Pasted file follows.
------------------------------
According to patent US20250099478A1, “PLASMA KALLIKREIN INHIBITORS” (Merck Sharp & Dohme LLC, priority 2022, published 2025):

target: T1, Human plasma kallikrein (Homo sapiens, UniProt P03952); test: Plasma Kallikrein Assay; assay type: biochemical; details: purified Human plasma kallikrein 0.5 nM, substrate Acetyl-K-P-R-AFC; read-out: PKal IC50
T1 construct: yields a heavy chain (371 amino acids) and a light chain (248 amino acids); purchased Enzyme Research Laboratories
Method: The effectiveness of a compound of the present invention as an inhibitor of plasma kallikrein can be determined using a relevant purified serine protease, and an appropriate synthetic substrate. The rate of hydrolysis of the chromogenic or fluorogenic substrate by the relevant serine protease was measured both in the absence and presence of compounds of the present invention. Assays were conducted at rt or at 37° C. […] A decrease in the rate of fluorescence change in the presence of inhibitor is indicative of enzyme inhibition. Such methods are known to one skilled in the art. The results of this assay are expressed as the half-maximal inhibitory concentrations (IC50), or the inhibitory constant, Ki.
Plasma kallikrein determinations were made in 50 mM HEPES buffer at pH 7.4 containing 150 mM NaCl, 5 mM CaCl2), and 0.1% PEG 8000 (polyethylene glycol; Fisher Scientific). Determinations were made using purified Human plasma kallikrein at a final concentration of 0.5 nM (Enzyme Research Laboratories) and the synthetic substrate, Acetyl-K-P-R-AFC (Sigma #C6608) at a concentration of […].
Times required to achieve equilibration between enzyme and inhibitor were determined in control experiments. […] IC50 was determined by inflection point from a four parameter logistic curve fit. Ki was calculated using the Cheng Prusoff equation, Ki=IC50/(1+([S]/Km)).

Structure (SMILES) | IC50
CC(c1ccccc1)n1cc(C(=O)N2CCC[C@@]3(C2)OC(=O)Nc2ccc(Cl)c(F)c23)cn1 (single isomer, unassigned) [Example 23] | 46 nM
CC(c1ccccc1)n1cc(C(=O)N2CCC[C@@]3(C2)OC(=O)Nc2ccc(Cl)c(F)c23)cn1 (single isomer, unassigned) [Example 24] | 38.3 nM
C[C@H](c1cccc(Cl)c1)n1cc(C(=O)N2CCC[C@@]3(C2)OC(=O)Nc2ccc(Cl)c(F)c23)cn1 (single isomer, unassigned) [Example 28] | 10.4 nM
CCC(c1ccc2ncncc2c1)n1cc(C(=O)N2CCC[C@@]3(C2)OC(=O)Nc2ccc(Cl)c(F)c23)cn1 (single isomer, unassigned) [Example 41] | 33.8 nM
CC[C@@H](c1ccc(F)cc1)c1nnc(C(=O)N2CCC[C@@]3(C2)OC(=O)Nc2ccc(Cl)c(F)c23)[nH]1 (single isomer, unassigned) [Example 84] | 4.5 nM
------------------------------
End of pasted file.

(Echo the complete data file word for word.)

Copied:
According to patent US20250099478A1, “PLASMA KALLIKREIN INHIBITORS” (Merck Sharp & Dohme LLC, priority 2022, published 2025):

target: T1, Human plasma kallikrein (Homo sapiens, UniProt P03952); test: Plasma Kallikrein Assay; assay type: biochemical; details: purified Human plasma kallikrein 0.5 nM, substrate Acetyl-K-P-R-AFC; read-out: PKal IC50
T1 construct: yields a heavy chain (371 amino acids) and a light chain (248 amino acids); purchased Enzyme Research Laboratories
Method: The effectiveness of a compound of the present invention as an inhibitor of plasma kallikrein can be determined using a relevant purified serine protease, and an appropriate synthetic substrate. The rate of hydrolysis of the chromogenic or fluorogenic substrate by the relevant serine protease was measured both in the absence and presence of compounds of the present invention. Assays were conducted at rt or at 37° C. […] A decrease in the rate of fluorescence change in the presence of inhibitor is indicative of enzyme inhibition. Such methods are known to one skilled in the art. The results of this assay are expressed as the half-maximal inhibitory concentrations (IC50), or the inhibitory constant, Ki.
Plasma kallikrein determinations were made in 50 mM HEPES buffer at pH 7.4 containing 150 mM NaCl, 5 mM CaCl2), and 0.1% PEG 8000 (polyethylene glycol; Fisher Scientific). Determinations were made using purified Human plasma kallikrein at a final concentration of 0.5 nM (Enzyme Research Laboratories) and the synthetic substrate, Acetyl-K-P-R-AFC (Sigma #C6608) at a concentration of […].
Times required to achieve equilibration between enzyme and inhibitor were determined in control experiments. […] IC50 was determined by inflection point from a four parameter logistic curve fit. Ki was calculated using the Cheng Prusoff equation, Ki=IC50/(1+([S]/Km)).

Structure (SMILES) | IC50
CC(c1ccccc1)n1cc(C(=O)N2CCC[C@@]3(C2)OC(=O)Nc2ccc(Cl)c(F)c23)cn1 (single isomer, unassigned) [Example 23] | 46 nM
CC(c1ccccc1)n1cc(C(=O)N2CCC[C@@]3(C2)OC(=O)Nc2ccc(Cl)c(F)c23)cn1 (single isomer, unassigned) [Example 24] | 38.3 nM
C[C@H](c1cccc(Cl)c1)n1cc(C(=O)N2CCC[C@@]3(C2)OC(=O)Nc2ccc(Cl)c(F)c23)cn1 (single isomer, unassigned) [Example 28] | 10.4 nM
CCC(c1ccc2ncncc2c1)n1cc(C(=O)N2CCC[C@@]3(C2)OC(=O)Nc2ccc(Cl)c(F)c23)cn1 (single isomer, unassigned) [Example 41] | 33.8 nM
CC[C@@H](c1ccc(F)cc1)c1nnc(C(=O)N2CCC[C@@]3(C2)OC(=O)Nc2ccc(Cl)c(F)c23)[nH]1 (single isomer, unassigned) [Example 84] | 4.5 nM